Lawsuits Claim Amazon’s Alexa Illegally Records Children

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Many people these days add an Echo device to their kitchen to help them with certain tasks throughout the day such as news, weather reports, information requests, recipe help, communication, etc. Kids like to use Alexa, too, asking to hear their favorite song perhaps.

But a pair of lawsuits against Amazon claim it’s not all that safe for children and that the Alexa voice assistant is illegally recording children without their consent.

Amazon Alexa Lawsuits

Two federal class action lawsuits claim Amazon’s Alexa “routinely records and voiceprints millions of children without their consent or the consent of their parents,” which breaks the law in several states.

The suits were filed on behalf of an 8-year-old and 10-year-old. They are seeking damages under privacy laws in nine states.

“What all nine have in common is they are what’s known as two-party consent states,” said attorney Travis Lenkner. “An audio recording of a conversation or of another person requires the consent of both sides to that interaction in these states and when such consent is not obtained, these state laws contain penalties, including set amounts of statutory damages per violation.”

Sure, it may seem innocent when your child is playing with Alexa, asking the Echo device to do any number of things, but the lawsuits claim Amazon saves “a permanent recording of the user’s voice” and also records and transmits whatever is said after Alexa’s wake word.

News Alexa Children Lawsuit Echo

Where the problem comes in is that Amazon doesn’t inform users that these conversations are being permanently recorded and doesn’t ask for permission before recording.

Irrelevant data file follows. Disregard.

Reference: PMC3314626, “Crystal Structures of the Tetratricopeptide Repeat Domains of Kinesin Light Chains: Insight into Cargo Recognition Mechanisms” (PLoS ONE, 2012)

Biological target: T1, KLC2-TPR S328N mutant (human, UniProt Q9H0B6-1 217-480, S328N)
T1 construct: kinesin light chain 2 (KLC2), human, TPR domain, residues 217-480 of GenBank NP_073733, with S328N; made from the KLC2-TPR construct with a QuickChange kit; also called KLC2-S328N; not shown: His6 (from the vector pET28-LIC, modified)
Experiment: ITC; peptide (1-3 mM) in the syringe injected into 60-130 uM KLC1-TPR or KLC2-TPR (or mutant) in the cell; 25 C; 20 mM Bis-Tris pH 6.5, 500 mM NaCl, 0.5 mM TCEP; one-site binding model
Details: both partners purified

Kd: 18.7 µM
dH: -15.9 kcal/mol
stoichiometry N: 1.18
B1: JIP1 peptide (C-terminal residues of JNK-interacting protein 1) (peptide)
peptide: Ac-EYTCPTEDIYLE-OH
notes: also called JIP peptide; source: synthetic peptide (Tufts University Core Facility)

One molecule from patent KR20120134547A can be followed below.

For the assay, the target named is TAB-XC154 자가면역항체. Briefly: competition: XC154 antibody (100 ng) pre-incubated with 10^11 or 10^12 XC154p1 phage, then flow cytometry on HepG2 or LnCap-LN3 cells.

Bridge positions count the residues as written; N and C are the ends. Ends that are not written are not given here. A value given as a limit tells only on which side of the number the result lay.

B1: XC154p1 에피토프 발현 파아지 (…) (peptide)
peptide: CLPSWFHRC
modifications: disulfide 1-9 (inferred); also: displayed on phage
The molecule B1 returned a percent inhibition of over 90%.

The lawsuit suggests the devices could inform users who had not previously consented to be recorded that they are about to be recorded or could deactivate the recording for users who have not given their permission.

“But Alexa does not do this,” according to the lawsuits. “At no point does Amazon warn unregistered users that it is creating persistent voice recordings of their Alexa interactions, let alone obtain their consent to do so.”

An Amazon spokeswoman refers to Amazon FreeTime that includes Alexa support and says it’s a “dedicated service that helps parents manage the ways their kids interact with technology, including limiting screen time.” It allows parents to delete profiles or recordings of their children and requires apps to ask for consent to collect data. Alexa skills have similar requirements.

The plaintiffs are asking for the judge to certify the suits as class action and would like Amazon to delete all recordings of those listed on the suit while also seeking damages that will be determined at trial.

Buyer Beware

The question is if this comes down to Amazon responsibility or parental responsibility. It could be argued that if you buy an Amazon Echo and put it in your home, knowing your children will be using it, that you should be well aware that it’s recording your children. I’m sure many people don’t allow these devices in their home just for that reason.

Whose responsibility is this: the parents or Amazon? Should Amazon be doing more to warn parents and should they not even be selling a product that has the capability to record children? Should they not be holding onto Alexa recordings in the first place? Or should parents just be more aware? Chime in to the comments with your thoughts and concerns.

Laura Tucker Laura Tucker

Laura hails from the Chicago area and has been a writer and editor covering news, entertainment, and technology for nearly 20 years and has been with Onlinetivity since its inception, editing and covering news. In her spare time, she enjoys exploring new devices and mobile apps.